Skip to content.
MBIE Logo

alternative format

Download the Water charges - who pays? information sheet [PDF 169 KB, 2 pages]

publication information

Published in July 2013

help with PDF files

Find out more »

Water charges – Who pays?

The tenant is responsible for outgoings that are exclusively attributable to that tenant. This includes electricity, gas, phone and metered water.

A metered water supply is how a supplier of water can issue a charge on the basis of someone's consumption. Water suppliers sometimes change the way they charge for water and waste water.

Regardless of when the tenancy started, changes to the way a supplier bills or charges may have an effect on who is responsible for paying for water or wastewater charges. This may depend on how the billing has changed, and what is now directly related to the tenant's occupation of the premises.

Both the landlord and tenant should discuss the billing changes to determine any new payment responsibilities (i.e. who is responsible for payment - tenant or landlord?) resulting from the suppliers change of billing.

There are several different ways that water suppliers charge for waste water around the country.

For more specific information about water charges in your area, contact 0800 TENANCY.

Responsibility for a water supply

Landlords are responsible for ensuring there is an adequate supply of water available at their rental properties. If the property does not have a reticulated water supply, the landlord must provide adequate means for the collection and storage of water.

Under the Residential Tenancies Act 1986, a tenant is responsible for water charges exclusively attributed to that tenant, where the supplier charges for water on the basis of consumption.

Where the water supplier contracts with the landlord, and the landlord passes the obligation to pay water charges on to the tenant, the tenant is obliged to pay the water charges exclusively attributed to that tenant. If the tenant pays the charges but the landlord does not pay the water supplier and the water is disconnected, the landlord may be held responsible to pay for the reconnection of the water supply.

Tenants may be charged for waste water where the wastewater charge is exclusively attributable to the tenant's use. Some water suppliers now include calculations of waste water by reference to water supplied.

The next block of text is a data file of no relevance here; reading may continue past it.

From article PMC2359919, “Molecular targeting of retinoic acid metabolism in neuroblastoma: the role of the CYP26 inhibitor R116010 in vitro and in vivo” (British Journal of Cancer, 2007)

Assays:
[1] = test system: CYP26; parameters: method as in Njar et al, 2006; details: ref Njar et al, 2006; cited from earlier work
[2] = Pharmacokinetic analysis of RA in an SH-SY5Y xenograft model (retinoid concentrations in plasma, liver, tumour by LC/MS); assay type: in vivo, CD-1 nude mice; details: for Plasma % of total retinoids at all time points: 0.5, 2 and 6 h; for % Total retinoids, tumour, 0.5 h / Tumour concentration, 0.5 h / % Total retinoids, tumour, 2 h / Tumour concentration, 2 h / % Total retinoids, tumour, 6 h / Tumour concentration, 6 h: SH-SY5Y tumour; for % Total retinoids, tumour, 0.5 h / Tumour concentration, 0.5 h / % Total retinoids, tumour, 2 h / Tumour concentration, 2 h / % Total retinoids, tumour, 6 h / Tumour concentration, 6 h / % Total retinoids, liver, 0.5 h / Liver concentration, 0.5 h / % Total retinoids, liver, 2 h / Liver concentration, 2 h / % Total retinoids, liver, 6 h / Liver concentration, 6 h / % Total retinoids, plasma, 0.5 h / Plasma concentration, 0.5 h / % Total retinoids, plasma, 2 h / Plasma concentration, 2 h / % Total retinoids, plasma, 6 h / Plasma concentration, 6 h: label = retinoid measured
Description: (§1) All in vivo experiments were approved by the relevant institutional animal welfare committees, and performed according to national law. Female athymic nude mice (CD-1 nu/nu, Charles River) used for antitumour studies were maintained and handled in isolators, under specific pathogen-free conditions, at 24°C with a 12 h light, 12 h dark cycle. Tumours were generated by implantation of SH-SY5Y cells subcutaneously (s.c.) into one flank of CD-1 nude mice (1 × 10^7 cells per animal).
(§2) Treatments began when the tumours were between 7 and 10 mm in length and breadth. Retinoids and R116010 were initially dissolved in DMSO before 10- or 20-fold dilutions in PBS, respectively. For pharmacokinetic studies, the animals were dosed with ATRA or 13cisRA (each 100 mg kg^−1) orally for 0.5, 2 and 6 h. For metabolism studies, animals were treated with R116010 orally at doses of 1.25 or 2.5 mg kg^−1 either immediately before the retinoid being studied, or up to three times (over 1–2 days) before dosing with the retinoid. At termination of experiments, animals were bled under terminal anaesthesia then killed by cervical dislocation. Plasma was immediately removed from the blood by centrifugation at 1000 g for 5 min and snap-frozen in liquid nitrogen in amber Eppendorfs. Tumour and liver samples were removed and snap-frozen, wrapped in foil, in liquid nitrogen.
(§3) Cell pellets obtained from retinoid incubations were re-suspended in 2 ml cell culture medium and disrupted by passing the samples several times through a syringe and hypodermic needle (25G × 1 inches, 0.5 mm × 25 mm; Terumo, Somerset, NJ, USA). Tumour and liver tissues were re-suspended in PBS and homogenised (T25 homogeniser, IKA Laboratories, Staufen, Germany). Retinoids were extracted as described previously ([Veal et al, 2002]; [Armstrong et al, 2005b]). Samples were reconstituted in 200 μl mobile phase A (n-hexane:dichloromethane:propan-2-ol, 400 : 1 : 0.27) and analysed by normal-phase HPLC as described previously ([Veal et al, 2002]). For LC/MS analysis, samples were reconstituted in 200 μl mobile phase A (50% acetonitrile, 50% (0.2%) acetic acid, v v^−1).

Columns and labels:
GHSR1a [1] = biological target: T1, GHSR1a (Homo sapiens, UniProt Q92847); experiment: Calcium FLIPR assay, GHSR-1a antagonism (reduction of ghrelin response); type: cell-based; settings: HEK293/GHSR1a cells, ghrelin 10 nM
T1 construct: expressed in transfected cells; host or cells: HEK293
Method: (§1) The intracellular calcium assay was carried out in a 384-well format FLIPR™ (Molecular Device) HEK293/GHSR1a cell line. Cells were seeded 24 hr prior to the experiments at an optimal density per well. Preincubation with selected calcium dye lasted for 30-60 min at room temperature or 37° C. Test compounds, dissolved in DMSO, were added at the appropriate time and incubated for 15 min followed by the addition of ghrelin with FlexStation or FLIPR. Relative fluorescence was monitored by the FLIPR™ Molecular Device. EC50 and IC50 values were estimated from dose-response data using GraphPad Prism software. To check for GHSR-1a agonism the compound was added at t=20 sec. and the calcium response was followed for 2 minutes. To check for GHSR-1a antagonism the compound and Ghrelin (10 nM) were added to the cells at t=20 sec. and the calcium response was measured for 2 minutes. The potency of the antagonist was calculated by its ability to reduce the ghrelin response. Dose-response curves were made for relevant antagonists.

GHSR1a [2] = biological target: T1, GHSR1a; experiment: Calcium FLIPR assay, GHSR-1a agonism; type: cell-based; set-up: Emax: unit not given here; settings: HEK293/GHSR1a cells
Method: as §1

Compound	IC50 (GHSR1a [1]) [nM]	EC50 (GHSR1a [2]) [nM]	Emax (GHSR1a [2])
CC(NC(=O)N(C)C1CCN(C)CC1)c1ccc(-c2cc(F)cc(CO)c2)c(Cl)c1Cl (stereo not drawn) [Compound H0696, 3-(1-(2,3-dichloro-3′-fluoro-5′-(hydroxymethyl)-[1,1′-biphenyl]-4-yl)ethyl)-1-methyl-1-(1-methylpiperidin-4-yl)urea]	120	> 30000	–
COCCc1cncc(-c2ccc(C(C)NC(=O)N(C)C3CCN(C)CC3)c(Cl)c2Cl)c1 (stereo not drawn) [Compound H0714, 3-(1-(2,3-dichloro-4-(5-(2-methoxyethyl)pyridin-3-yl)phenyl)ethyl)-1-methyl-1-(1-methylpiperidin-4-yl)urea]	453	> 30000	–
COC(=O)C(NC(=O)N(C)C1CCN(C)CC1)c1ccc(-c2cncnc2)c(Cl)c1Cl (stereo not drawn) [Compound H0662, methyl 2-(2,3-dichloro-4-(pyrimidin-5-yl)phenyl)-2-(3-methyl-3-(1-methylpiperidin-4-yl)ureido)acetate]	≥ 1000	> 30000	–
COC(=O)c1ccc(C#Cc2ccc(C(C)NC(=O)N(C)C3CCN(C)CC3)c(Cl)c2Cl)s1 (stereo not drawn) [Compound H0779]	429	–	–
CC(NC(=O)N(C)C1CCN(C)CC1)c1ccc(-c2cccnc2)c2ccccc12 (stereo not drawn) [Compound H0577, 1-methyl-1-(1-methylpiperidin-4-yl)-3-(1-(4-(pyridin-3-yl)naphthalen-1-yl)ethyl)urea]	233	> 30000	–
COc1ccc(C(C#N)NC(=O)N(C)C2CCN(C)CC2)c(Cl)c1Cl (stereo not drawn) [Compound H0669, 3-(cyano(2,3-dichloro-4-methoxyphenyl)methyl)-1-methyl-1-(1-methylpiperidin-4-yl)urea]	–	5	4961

A landlord is responsible for outgoings which are incurred regardless of whether the premises are occupied or not. For example, a fixed waste water charge (which is charged regardless of whether the property is occupied or not) would, in most cases, be the responsibility of the landlord.

If the property is part of a Unit Title development, the Body Corporate rules form part of the tenancy agreement. If the Body Corporate rules regulate the supply of water amongst the units, then landlords should point this out to any potential or current tenants and must attach a copy of the relevant body corporate rules to the tenancy agreement.

If a tenant fails to pay the water charges the tenant may be in breach of their tenancy agreement and the landlord can issue the tenant with a 14 day Notice to remedy the breach. Refusal to remedy a breach of a tenancy agreement can result in a Tenancy Tribunal application

Tank water - not metered

Where the water supply is from a tank, the landlord should provide a full tank at the start of a tenancy. The tenancy agreement should record that the tenant will arrange and pay for any tank refills required as a result of their water use.

Water tanks should be an appropriate size. For example, an average-sized house should have a tank of about 5000 gallons (22,500 litres). The tank needs to be properly connected by a guttering system to a roof of reasonable size so the tank will be topped up from time to time by rainwater. There should be no leaks or contamination.

The pump is an essential part of a tank water system. Provided the pump is subjected only to normal wear and tear, its maintenance is the responsibility of the landlord. If tenants cause damage to the pump, for example by letting the pump run when the tank is empty, they may be held responsible for this. It would be a useful precaution for the landlord to provide written instructions and explain how the water system works.